“I was dubious (to say the least) but after a few months of use, I'm totally converted. It boils really fast and it looks gorgeous. It's so nice not to have an ugly electric one cluttering up the worktop anymore.”

“We have a small kitchen and a nice stovetop kettle looks better than an electric one on the side, which takes up more space.”

Buy it now from John Lewis

Looking for barista quality coffee in your own kitchen? See which coffee machines Mumsnet swears by.

Russell Hobbs Illuminating Glass 1.7 L Kettle, £34.48

Russell Hobbs Illuminating Glass 1.7 L Kettle, £34.48

If you hate cluttered counters but acknowledge the necessity of some appliances, a glass kettle is an unobtrusive and strangely mesmerising option. Some Mumsnetters advise against them as it is easier to see any limescale build up, but others claim that a glass kettle is in fact much easier to descale than a metal alternative. This Morphy Richards kettle can hold up to 1.7L of water for big rounds, but can also boil just one cup if you're enjoying an all too brief moment of peace and quiet. It comes with a removable, washable filter to prevent limescale build-up and a voucher for 75% off a bottle of Russell Hobbs multipurpose descaler included in the box.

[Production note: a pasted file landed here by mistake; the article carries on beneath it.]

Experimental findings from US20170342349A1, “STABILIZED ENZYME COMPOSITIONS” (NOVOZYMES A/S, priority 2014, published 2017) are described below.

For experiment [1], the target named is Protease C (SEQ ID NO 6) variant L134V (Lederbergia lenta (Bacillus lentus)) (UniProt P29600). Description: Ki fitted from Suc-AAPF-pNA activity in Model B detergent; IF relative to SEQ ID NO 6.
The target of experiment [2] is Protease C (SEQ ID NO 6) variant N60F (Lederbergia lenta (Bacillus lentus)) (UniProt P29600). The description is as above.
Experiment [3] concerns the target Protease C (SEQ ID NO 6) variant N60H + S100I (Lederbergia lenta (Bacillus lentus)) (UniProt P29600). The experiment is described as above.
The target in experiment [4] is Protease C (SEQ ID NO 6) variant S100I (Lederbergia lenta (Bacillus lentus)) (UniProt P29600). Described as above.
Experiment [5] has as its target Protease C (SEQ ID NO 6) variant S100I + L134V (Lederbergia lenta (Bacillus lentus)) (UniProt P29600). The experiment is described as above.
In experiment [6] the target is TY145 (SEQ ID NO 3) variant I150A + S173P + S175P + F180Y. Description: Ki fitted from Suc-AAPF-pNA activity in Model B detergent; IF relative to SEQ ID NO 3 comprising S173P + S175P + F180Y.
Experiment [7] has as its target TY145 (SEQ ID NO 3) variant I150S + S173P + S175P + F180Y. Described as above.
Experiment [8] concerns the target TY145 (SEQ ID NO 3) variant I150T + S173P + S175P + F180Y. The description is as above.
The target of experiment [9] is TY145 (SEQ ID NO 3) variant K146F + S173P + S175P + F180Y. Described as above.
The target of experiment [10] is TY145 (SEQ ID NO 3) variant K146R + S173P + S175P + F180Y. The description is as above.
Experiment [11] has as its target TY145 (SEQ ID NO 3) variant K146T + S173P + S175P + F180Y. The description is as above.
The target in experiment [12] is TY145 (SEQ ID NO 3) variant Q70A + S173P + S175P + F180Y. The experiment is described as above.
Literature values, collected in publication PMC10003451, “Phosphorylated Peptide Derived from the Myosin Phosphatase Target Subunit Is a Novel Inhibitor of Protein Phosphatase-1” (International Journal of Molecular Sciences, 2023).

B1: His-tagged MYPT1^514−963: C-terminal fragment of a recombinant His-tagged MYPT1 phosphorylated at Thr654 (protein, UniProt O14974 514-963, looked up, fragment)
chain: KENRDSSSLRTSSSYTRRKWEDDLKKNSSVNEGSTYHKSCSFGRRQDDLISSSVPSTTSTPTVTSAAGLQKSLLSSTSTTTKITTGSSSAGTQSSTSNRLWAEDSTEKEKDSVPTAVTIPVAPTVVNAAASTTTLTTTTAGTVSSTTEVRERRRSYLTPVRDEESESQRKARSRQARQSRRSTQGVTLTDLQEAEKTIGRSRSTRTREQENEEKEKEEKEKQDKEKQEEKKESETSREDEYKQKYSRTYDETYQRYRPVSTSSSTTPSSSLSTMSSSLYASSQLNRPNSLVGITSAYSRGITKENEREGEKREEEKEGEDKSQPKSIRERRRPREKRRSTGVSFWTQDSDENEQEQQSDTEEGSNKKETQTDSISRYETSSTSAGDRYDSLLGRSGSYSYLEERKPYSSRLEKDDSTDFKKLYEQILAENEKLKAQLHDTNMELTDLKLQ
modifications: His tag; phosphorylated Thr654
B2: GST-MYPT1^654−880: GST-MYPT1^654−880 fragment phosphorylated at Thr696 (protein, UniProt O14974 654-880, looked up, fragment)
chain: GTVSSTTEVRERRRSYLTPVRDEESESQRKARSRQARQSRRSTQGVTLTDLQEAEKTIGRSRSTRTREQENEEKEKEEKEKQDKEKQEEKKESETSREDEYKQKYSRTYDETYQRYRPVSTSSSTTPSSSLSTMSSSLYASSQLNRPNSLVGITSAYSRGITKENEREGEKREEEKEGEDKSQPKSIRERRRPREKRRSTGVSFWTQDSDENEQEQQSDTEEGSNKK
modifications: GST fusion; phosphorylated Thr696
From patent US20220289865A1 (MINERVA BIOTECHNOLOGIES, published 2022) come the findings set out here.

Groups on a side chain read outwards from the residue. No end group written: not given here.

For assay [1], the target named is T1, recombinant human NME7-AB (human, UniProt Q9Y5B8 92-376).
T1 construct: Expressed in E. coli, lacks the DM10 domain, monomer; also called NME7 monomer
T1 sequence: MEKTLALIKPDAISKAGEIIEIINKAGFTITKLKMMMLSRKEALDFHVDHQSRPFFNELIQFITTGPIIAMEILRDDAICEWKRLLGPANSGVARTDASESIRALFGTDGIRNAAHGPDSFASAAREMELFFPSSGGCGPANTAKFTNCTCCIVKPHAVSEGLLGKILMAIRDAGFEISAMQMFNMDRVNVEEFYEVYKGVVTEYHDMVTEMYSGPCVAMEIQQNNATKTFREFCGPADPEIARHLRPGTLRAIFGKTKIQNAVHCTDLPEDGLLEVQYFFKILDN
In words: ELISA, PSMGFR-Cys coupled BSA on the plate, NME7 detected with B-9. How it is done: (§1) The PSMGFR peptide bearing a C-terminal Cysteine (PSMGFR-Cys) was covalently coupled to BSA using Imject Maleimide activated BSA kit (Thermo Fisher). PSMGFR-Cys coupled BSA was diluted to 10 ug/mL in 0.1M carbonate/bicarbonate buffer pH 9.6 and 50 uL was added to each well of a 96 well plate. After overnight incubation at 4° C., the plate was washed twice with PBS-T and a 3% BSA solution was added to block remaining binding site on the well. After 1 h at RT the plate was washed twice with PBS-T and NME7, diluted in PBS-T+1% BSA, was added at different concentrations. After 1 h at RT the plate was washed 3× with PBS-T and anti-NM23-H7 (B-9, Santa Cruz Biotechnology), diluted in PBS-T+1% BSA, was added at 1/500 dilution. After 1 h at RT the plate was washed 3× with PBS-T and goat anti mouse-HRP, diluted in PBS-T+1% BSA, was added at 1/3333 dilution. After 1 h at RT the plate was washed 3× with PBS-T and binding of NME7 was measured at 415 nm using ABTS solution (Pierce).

“I have a glass kettle and a stainless steel one (yes, I drink too much tea). I prefer the glass kettle as, even though we're in a hard water area, it descales pretty much immediately with lemon juice added to a bit of water brought to a boil. No wiping required. The stainless steel one is harder work.”

“I love mine as it also has lights! Anyway, descaler is all you need to keep it looking good.”

Buy it now from Amazon

The kettles to avoid

Learn from the mistakes of Mumsnetters who went before you and avoid these sub-standard products in your search for the perfect kettle:

  • Dualit. Many have been enticed by their chic stainless steel designs, but Dualit is regularly mentioned on the boards as a brand to avoid when buying a kettle. According to Mumsnetters, their kettles are unreliable and often stop working after about a year (most inconvenient). In fact, Mumsnetters don't deem any Dualit kettle to be worth the hefty price tag, but the Architect model gets a particularly bad rap. Dualit toasters, however, are praised for being nigh-on indestructible. You win some, you lose some, eh?

“Don't buy a Dualit kettle. I've had two – the first one conked out after about 18 months. Tried again but that died after a similar period too. We live in a hard water area so that might have had something to do with it, but I really don't think they are worth the money.”

“I've had two Dualits as well, which speaks for itself. Didn't bother with a third.”

  • Smeg. Another kettle that is beautiful to look at, but choose form over function at your peril. A few Mumsnetters have reported that it doesn't deliver quality to match the price tag. If your heart is set on a retro kettle – and you don't mind spending more than a hundred quid on it – opt for a Kitchenaid kettle instead.

“I have the Smeg kettle and the letters are just stuck on – it looks cheap. The toaster has proper metal letters and looks a lot more stylish.”